Residents Juraguá Cuba Ciudad Nuclear plant Soviet era
All photos: Yuri Segalerba

Cuba’s Abandoned Nuclear City Is a 90s Time Capsule

Some people still live in a city next to a disused power plant, built before the collapse of the Soviet Union. This is what it looks like today.
October 9, 2019, 11:02am

In 1976, Cuba and the USSR signed an agreement to build several nuclear power plants in the town of Juraguá in the Cienfuegos province of southern Cuba, around 230km southeast of Havana. The construction of the first reactor started in 1982, and was supervised by President Castro's eldest son, Fidel Castro Díaz Balart. The plan also included building a new town – modelled on Pripyat, the city built next to the Chernobyl nuclear power plant.


The Ciudad Nuclear (Nuclear City), also built in 1982, was designed to house thousands of workers – some of whom even visited the Soviet Union to study nuclear physics and learn Russian. The 30,000 residents who moved in hoped to become part of what was then dubbed by both governments as "the project of the century".

But months after the collapse of the Soviet Union in the early 90s, construction of the power plant was officially abandoned. Since then, the population of Ciudad Nuclear has dropped to around 7,000 – and the area stands as a semi-abandoned city suspended in time, defined by Soviet buildings lining the Cuban coast.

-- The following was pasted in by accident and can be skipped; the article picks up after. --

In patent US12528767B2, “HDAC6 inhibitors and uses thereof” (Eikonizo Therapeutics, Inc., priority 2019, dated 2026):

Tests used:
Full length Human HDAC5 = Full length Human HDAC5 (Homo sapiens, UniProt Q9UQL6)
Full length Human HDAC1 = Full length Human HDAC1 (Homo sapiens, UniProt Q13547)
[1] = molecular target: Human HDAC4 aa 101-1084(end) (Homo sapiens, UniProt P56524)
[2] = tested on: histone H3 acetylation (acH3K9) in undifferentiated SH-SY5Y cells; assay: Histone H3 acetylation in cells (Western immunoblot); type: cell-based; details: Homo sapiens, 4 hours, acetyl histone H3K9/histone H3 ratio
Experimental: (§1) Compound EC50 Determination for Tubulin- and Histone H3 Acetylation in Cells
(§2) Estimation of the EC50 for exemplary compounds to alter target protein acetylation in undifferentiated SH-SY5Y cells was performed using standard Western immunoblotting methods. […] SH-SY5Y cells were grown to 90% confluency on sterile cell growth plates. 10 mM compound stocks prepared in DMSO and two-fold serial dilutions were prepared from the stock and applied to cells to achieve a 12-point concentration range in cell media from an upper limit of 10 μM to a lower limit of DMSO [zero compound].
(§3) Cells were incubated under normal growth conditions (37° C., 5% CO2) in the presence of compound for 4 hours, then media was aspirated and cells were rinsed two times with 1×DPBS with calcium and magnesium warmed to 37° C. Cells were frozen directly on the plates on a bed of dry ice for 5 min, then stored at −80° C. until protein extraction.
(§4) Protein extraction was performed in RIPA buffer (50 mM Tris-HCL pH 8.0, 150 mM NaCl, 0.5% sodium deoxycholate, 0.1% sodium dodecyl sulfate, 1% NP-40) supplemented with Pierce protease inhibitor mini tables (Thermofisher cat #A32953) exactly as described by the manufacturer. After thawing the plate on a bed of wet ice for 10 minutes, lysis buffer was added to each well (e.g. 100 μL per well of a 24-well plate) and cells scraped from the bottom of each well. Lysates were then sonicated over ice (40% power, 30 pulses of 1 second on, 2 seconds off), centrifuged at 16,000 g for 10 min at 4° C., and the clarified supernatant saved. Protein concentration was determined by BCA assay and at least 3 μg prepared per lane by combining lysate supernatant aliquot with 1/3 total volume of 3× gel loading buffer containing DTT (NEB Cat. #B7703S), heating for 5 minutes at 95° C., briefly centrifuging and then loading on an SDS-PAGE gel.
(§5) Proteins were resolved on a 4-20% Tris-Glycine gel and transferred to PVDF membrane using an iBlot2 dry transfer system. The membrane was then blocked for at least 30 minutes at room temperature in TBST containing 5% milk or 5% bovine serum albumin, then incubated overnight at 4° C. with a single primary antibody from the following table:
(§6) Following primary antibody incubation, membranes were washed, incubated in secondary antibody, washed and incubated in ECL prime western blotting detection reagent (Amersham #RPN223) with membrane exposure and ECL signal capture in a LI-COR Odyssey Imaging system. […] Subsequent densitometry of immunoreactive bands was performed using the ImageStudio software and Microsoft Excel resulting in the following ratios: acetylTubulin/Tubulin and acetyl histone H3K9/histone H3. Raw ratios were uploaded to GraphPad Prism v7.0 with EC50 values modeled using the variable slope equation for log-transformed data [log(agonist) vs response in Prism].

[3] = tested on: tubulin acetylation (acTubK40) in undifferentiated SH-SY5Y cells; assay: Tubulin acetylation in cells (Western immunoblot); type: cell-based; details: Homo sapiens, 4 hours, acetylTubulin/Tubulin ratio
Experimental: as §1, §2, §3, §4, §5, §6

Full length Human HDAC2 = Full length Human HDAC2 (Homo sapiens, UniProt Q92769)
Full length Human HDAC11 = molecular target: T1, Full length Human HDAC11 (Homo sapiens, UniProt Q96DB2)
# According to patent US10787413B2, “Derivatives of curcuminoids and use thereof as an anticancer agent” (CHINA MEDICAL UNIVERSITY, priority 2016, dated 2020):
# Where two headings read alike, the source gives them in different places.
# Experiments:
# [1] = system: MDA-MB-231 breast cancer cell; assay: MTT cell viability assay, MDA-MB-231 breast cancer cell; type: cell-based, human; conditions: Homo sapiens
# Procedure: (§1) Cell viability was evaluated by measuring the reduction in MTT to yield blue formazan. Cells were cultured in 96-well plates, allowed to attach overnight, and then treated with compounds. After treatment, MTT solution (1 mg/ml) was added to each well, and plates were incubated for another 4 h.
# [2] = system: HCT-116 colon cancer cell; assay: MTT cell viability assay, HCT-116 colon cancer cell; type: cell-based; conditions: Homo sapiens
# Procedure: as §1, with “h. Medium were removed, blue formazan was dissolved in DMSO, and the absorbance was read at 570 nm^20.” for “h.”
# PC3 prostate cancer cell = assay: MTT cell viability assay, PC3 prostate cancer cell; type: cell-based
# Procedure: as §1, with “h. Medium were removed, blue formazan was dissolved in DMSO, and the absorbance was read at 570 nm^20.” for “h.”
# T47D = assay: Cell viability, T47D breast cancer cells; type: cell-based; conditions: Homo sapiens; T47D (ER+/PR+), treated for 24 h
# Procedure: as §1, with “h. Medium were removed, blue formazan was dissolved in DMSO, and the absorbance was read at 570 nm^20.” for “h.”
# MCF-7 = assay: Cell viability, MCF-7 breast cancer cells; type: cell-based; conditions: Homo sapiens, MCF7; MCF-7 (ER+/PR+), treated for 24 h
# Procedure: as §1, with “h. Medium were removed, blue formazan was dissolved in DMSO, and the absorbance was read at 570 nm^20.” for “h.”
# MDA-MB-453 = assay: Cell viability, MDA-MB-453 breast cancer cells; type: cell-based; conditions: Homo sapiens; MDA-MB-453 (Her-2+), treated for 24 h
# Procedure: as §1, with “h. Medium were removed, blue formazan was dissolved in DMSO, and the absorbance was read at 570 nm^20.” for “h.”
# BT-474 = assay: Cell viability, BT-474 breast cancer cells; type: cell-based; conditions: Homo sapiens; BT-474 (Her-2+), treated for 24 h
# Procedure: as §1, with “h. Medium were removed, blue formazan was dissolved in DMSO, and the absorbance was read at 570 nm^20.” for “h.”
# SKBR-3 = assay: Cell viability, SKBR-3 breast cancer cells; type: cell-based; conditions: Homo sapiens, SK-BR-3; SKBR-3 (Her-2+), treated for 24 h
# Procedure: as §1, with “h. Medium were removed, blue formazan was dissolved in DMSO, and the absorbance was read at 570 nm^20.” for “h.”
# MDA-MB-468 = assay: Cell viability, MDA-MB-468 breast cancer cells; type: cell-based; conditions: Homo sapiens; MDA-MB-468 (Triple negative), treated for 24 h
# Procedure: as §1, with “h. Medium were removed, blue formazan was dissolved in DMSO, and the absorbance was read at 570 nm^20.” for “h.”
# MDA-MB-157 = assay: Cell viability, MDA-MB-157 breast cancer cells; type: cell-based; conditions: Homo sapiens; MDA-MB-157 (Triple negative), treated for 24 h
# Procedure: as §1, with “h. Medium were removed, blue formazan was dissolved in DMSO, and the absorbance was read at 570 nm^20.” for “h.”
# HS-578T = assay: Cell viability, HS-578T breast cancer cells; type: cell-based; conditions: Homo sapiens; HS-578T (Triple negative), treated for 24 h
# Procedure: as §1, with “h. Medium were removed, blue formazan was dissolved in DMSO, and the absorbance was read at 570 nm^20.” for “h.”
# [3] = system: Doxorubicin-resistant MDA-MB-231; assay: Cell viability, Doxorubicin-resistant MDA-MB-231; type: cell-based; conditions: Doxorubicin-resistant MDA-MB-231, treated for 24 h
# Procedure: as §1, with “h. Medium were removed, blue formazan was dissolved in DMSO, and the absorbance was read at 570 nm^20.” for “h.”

I first visited the Ciudad Nuclear in 2013, and shot photos of the plant to capture and better understand what was left of the project. Five years later, in 2018, I returned to report on the city and its inhabitants, many of whom remember the time of construction fondly, as one of economic growth. Life was good, they told me. But, understandably, most of them now feel resentment at what's happened since – the way they were attracted by a grand vision that never came true.

During my second visit I realised that, although the village has remained more or less the same, things around the power plant have changed. A wall was built around the unfinished reactor, protected by guards in uniform looking down from a series of small watchtowers. I tried to ask them if I could come in, but I had no chance: they wouldn’t budge. No one enters the power plant anymore. Here's more of what I was able to see.


This article originally appeared on VICE UK.